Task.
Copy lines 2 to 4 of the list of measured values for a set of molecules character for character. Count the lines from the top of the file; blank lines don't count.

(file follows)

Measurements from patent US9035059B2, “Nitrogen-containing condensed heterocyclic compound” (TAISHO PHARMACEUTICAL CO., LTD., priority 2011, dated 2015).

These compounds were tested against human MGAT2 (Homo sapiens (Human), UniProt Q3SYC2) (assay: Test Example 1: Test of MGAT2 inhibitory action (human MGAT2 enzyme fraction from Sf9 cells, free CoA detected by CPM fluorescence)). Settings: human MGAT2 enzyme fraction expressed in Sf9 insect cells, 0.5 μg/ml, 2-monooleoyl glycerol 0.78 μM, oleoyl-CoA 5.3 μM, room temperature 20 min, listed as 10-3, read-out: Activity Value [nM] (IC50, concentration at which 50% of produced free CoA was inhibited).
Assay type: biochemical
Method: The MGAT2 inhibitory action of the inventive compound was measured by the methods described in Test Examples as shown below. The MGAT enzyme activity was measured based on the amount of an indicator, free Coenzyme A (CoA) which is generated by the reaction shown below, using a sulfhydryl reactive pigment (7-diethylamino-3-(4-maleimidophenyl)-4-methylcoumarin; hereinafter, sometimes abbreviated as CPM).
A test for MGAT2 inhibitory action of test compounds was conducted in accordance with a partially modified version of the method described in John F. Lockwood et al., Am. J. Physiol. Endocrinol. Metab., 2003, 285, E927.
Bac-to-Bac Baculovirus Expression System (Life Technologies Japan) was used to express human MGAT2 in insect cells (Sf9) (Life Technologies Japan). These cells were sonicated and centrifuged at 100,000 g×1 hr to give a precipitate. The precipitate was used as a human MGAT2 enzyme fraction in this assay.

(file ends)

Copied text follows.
These compounds were tested against human MGAT2 (Homo sapiens (Human), UniProt Q3SYC2) (assay: Test Example 1: Test of MGAT2 inhibitory action (human MGAT2 enzyme fraction from Sf9 cells, free CoA detected by CPM fluorescence)). Settings: human MGAT2 enzyme fraction expressed in Sf9 insect cells, 0.5 μg/ml, 2-monooleoyl glycerol 0.78 μM, oleoyl-CoA 5.3 μM, room temperature 20 min, listed as 10-3, read-out: Activity Value [nM] (IC50, concentration at which 50% of produced free CoA was inhibited).
Assay type: biochemical
Method: The MGAT2 inhibitory action of the inventive compound was measured by the methods described in Test Examples as shown below. The MGAT enzyme activity was measured based on the amount of an indicator, free Coenzyme A (CoA) which is generated by the reaction shown below, using a sulfhydryl reactive pigment (7-diethylamino-3-(4-maleimidophenyl)-4-methylcoumarin; hereinafter, sometimes abbreviated as CPM).